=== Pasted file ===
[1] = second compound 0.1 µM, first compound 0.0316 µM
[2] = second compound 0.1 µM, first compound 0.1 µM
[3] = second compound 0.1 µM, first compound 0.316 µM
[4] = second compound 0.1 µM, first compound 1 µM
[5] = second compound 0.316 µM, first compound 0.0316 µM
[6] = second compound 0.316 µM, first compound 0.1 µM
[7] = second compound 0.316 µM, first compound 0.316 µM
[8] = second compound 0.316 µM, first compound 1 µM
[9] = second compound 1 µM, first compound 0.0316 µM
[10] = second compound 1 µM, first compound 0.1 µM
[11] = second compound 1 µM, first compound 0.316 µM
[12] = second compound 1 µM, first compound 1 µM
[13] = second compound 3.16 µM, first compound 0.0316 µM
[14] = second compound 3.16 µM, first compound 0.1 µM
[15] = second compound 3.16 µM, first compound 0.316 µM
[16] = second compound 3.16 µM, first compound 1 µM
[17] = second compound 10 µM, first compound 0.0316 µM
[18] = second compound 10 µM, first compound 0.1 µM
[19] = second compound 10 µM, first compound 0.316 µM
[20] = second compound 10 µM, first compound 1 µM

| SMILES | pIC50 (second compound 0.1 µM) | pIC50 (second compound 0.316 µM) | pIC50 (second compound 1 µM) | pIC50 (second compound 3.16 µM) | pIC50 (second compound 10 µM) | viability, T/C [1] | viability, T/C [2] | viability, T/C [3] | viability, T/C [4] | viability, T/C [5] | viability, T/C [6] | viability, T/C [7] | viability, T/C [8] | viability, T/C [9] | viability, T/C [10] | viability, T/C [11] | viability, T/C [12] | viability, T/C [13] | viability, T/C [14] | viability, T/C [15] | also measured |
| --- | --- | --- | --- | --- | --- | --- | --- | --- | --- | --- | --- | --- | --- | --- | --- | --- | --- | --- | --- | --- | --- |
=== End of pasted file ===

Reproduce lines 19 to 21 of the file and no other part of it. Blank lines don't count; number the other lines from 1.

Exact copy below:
[19] = second compound 10 µM, first compound 0.316 µM
[20] = second compound 10 µM, first compound 1 µM

| SMILES | pIC50 (second compound 0.1 µM) | pIC50 (second compound 0.316 µM) | pIC50 (second compound 1 µM) | pIC50 (second compound 3.16 µM) | pIC50 (second compound 10 µM) | viability, T/C [1] | viability, T/C [2] | viability, T/C [3] | viability, T/C [4] | viability, T/C [5] | viability, T/C [6] | viability, T/C [7] | viability, T/C [8] | viability, T/C [9] | viability, T/C [10] | viability, T/C [11] | viability, T/C [12] | viability, T/C [13] | viability, T/C [14] | viability, T/C [15] | also measured |